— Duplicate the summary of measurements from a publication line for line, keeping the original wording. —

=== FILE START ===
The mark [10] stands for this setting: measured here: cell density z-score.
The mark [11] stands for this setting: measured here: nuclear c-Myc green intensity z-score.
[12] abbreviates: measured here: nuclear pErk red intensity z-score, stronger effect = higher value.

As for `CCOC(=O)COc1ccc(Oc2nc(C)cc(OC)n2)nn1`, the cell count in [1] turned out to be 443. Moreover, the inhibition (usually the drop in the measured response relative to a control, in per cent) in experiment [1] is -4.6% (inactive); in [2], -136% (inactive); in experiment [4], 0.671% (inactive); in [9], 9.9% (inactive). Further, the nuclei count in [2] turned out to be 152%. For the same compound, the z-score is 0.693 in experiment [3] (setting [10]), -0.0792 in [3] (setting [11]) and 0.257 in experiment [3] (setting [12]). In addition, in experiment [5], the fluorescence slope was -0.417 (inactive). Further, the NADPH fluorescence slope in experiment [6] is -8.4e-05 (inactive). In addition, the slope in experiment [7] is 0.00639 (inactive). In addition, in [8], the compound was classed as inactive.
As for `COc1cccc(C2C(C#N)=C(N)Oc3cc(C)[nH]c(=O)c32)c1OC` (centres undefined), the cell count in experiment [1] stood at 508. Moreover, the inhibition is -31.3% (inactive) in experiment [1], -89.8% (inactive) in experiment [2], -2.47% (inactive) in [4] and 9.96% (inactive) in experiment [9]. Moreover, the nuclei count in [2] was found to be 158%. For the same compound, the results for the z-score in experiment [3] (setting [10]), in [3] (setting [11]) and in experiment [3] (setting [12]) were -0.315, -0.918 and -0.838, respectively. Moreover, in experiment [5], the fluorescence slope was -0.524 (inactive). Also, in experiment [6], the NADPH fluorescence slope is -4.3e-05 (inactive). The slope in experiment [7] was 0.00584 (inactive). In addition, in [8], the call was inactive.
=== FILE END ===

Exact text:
The mark [10] stands for this setting: measured here: cell density z-score.
The mark [11] stands for this setting: measured here: nuclear c-Myc green intensity z-score.
[12] abbreviates: measured here: nuclear pErk red intensity z-score, stronger effect = higher value.

As for `CCOC(=O)COc1ccc(Oc2nc(C)cc(OC)n2)nn1`, the cell count in [1] turned out to be 443. Moreover, the inhibition (usually the drop in the measured response relative to a control, in per cent) in experiment [1] is -4.6% (inactive); in [2], -136% (inactive); in experiment [4], 0.671% (inactive); in [9], 9.9% (inactive). Further, the nuclei count in [2] turned out to be 152%. For the same compound, the z-score is 0.693 in experiment [3] (setting [10]), -0.0792 in [3] (setting [11]) and 0.257 in experiment [3] (setting [12]). In addition, in experiment [5], the fluorescence slope was -0.417 (inactive). Further, the NADPH fluorescence slope in experiment [6] is -8.4e-05 (inactive). In addition, the slope in experiment [7] is 0.00639 (inactive). In addition, in [8], the compound was classed as inactive.
As for `COc1cccc(C2C(C#N)=C(N)Oc3cc(C)[nH]c(=O)c32)c1OC` (centres undefined), the cell count in experiment [1] stood at 508. Moreover, the inhibition is -31.3% (inactive) in experiment [1], -89.8% (inactive) in experiment [2], -2.47% (inactive) in [4] and 9.96% (inactive) in experiment [9]. Moreover, the nuclei count in [2] was found to be 158%. For the same compound, the results for the z-score in experiment [3] (setting [10]), in [3] (setting [11]) and in experiment [3] (setting [12]) were -0.315, -0.918 and -0.838, respectively. Moreover, in experiment [5], the fluorescence slope was -0.524 (inactive). Also, in experiment [6], the NADPH fluorescence slope is -4.3e-05 (inactive). The slope in experiment [7] was 0.00584 (inactive). In addition, in [8], the call was inactive.